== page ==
# Small amplitude limit

The small amplitude limit for a nonlinear equation arises when considering initial position ${\displaystyle u(0)}$ of the form ${\displaystyle u(0)=\epsilon f}$ for some fixed ${\displaystyle f}$ and a small parameter ${\displaystyle \epsilon >0}$, in the limit ${\displaystyle \epsilon \to 0}$. For equations which are second-order in time, such as nonlinear wave equations, one must also specify an initial velocity ${\displaystyle u_{t}(0)=\epsilon g}$.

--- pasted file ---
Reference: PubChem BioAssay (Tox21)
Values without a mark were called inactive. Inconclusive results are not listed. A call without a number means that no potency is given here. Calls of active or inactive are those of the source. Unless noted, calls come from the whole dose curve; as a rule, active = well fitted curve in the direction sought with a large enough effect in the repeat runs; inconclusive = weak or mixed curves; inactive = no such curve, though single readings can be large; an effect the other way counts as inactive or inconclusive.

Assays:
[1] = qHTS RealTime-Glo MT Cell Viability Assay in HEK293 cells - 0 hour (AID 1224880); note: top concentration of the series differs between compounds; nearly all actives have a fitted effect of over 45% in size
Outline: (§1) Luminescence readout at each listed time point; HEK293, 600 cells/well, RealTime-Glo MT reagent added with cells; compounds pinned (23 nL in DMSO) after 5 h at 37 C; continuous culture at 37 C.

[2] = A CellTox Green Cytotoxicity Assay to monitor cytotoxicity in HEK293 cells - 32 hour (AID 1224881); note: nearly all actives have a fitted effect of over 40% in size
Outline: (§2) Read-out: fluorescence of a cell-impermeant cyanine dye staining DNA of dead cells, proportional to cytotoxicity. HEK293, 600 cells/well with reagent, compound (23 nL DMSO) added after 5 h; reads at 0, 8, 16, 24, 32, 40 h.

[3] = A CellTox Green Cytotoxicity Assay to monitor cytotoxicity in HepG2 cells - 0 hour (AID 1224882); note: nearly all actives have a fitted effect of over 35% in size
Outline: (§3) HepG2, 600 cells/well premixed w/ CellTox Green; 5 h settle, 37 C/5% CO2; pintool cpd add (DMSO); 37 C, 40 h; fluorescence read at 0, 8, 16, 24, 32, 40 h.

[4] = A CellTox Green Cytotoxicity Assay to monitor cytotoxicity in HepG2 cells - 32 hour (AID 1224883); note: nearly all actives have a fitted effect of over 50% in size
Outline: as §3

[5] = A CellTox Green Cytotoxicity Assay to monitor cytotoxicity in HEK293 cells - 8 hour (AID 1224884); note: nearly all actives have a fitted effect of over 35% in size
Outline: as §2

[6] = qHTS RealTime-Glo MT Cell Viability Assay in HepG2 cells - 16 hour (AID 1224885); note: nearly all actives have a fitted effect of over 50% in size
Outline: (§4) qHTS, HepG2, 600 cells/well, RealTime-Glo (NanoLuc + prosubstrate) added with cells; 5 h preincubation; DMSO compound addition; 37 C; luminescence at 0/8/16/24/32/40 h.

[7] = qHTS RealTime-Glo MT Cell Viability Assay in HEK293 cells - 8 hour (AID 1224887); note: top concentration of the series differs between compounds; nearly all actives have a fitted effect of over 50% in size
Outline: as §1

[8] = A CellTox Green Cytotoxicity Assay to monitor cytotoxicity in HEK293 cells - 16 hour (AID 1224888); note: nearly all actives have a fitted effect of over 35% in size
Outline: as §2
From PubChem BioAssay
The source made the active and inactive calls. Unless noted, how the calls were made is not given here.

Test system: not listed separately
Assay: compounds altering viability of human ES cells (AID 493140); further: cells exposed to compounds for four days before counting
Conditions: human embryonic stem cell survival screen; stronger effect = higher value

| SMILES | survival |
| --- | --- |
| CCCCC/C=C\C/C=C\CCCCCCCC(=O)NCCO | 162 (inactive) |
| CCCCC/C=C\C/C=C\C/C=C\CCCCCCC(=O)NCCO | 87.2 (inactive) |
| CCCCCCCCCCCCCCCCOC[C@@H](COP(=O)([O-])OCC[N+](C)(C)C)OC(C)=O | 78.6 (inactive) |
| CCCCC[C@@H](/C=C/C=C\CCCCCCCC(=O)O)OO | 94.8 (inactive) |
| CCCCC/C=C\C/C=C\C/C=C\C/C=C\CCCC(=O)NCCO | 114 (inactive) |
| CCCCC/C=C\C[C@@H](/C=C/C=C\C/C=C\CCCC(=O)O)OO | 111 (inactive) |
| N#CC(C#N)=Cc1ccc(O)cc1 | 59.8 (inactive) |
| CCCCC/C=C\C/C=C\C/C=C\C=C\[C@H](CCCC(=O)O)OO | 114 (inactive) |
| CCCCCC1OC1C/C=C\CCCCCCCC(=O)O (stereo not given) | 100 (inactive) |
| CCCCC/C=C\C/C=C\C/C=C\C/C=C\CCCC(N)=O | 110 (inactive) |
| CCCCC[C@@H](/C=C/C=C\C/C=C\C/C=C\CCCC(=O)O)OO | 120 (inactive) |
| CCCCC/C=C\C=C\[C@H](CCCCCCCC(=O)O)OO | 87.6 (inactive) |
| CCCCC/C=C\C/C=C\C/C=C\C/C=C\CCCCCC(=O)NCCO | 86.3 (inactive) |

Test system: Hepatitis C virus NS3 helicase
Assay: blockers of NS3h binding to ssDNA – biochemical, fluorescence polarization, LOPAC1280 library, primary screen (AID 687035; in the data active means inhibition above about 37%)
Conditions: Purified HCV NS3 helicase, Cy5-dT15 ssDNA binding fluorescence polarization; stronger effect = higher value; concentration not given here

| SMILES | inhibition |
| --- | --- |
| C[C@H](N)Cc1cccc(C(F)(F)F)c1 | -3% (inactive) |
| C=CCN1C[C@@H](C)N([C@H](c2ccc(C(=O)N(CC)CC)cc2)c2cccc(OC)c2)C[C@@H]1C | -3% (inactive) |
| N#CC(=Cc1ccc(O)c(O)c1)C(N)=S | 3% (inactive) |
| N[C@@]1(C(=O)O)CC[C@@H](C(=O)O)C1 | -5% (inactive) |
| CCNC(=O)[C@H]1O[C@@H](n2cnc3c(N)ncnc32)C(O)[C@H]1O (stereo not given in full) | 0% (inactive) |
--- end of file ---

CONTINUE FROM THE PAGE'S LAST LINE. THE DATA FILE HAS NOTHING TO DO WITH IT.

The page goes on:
For bounded times, the small amplitude limit is usually just the linear counterpart of the equation; however when analyzing long times (e.g. times comparable to ${\displaystyle 1/\epsilon }$), significant nonlinear effects may still occur in the limit.